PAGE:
Thoughts on the Amazon Kindle Fire. The "Silk" Browser. Today in New York, Amazon introduced Silk, an all-new web browser powered by Amazon Web Services (AWS) and available exclusively on the just announced Kindle Fire.
Amazon's Silk Web browser adds new twist to old idea. One of the headline features of Amazon's new Kindle Fire tablet is a completely new Web browser called Silk that is designed with a "split" architecture, allowing it to offload much of the heavy lifting to Amazon's cloud computing cluster for superior browsing performance.
When the user requests a webpage in Silk, the request will be routed to Amazon's servers in the cloud. Amazon will load the webpage on the server side, downloading all of the necessary content elements in parallel. Amazon Silk: Bridging the gap between desktop and mobile web browsers. Along with three new e-ink readers (Kindle Classic, Kindle Touch, Kindle Touch 3G) and a new, 7-inch, Android-based Kindle Fire, Amazon has also announced the introduction of a web browser — Amazon Silk — that uses the power of Amazon’s Elastic Compute cloud to produce a desktop-like browsing experience on its Kindle Fire tablet.
Silk is WebKit-based, uses Google’s SDPY HTTP-replacement protocol, supports Flash 10 — and no, despite what it sounds like, Silk is not comparable to Opera Mini. Despite their beautiful screens, bucket loads of RAM, and tons of solid-state storage, tablets and smartphones have one undeniable shortcoming when compared to their laptop and desktop cousins: processing power. The CPU and GPU are by far the most power-hungry components of a modern computer, and as a result it is the one-or-two-watt ARM SoCs that dominate the mobile computing market. Cloud-powered tablets Security… and more speed! With additional reporting by Sal Cangeloso. News Corp.’s ’Daily’ Trails Murdoch Reader Goal. News Corp.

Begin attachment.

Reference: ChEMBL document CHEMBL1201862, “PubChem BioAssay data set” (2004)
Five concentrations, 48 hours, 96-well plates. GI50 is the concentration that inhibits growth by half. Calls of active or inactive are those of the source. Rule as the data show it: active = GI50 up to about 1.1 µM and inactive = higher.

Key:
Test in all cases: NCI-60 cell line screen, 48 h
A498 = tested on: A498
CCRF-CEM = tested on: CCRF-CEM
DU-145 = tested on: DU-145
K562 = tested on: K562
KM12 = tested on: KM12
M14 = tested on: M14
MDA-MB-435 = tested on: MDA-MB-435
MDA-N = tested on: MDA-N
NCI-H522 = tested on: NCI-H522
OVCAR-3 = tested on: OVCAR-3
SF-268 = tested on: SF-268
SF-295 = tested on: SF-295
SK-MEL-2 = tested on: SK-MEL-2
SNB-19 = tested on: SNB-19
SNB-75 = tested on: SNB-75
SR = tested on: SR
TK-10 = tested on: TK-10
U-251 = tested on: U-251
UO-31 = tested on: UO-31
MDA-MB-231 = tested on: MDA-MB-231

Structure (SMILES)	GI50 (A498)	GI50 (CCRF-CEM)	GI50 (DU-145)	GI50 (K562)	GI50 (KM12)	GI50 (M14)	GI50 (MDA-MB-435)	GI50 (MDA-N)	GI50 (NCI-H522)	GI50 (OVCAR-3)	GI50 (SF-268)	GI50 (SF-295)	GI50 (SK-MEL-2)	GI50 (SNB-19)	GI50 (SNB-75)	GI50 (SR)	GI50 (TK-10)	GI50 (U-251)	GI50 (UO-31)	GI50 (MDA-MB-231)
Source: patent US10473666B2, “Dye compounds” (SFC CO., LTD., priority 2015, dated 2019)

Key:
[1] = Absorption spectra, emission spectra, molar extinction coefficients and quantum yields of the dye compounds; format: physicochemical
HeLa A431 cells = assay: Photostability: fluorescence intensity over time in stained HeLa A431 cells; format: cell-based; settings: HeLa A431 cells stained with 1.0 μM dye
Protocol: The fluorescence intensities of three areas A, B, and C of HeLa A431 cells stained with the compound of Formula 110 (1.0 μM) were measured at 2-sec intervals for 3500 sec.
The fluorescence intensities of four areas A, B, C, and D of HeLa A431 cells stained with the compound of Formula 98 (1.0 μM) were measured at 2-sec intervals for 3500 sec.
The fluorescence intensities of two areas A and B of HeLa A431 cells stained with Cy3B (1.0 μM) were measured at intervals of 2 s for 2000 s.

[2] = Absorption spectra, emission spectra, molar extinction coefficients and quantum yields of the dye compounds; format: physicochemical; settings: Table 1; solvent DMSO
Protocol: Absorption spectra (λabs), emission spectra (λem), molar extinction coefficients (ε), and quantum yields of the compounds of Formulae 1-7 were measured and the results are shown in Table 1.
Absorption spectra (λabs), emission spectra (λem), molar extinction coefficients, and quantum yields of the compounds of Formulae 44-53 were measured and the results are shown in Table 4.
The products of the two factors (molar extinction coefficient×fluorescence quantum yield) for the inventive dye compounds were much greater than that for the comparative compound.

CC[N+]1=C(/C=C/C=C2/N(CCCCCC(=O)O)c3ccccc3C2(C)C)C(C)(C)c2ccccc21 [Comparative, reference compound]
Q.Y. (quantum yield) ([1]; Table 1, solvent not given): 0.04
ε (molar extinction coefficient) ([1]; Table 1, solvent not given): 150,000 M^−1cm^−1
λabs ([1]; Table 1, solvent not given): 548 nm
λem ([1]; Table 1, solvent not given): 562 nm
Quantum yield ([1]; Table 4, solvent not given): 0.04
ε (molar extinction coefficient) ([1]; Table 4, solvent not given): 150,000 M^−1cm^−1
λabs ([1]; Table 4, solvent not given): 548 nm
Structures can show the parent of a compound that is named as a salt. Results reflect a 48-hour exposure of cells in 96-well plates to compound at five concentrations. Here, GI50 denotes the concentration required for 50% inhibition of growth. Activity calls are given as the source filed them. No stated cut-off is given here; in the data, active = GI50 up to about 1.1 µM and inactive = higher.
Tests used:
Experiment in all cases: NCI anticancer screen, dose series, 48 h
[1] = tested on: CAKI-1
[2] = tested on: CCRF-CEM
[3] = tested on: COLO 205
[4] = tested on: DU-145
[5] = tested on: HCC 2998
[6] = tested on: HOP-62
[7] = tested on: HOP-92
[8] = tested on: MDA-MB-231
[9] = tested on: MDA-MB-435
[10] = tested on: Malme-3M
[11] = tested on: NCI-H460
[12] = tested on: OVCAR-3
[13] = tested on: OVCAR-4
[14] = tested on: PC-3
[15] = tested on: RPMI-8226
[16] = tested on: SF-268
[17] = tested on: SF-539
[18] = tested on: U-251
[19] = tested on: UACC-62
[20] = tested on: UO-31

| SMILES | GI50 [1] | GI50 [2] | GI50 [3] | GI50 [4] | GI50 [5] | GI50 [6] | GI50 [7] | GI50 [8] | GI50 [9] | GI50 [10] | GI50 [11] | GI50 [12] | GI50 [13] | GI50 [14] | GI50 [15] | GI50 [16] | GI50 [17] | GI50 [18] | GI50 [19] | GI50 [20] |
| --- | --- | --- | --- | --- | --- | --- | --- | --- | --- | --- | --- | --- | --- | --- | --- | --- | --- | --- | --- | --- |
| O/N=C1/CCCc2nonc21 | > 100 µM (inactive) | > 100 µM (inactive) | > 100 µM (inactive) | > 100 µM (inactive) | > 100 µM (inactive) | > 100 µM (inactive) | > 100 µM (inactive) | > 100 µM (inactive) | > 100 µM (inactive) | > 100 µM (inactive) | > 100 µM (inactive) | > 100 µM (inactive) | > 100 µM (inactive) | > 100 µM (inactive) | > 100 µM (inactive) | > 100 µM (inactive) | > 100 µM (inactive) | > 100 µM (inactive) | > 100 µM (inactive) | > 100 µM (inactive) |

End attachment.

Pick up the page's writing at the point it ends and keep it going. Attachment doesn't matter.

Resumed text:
(NWSA)’s the Daily is averaging about 120,000 readers a week, or less than a quarter the number the company said it needs to make money, according to an advertising executive working with the iPad-only publication. News Corp., whose Chief Executive Officer Rupert Murdoch personally introduced the publication about eight months ago, may have even fewer paying subscribers since people can read the Daily free for two weeks. Inside Google Plus. The positive response to Google+ has been sweet vindication for Bradley Horowitz, Google's VP of products.Photo: Pamela Littky For all of Google’s successes, the company has an underwhelming track record when it comes to social networks.
You're Pricing It Wrong: Software Pricing Demystified - Smashing Magazine. Advertisement. Source: Google In Talks To Acquire Katango. Feds close huge chip counterfeiting case (exclusive) VisionTech Components sold a large amount of semiconductor chips to more than 1,100 customers from its office in Clearwater, Fla. Unfortunately, federal prosecutors allege, the chips were counterfeits.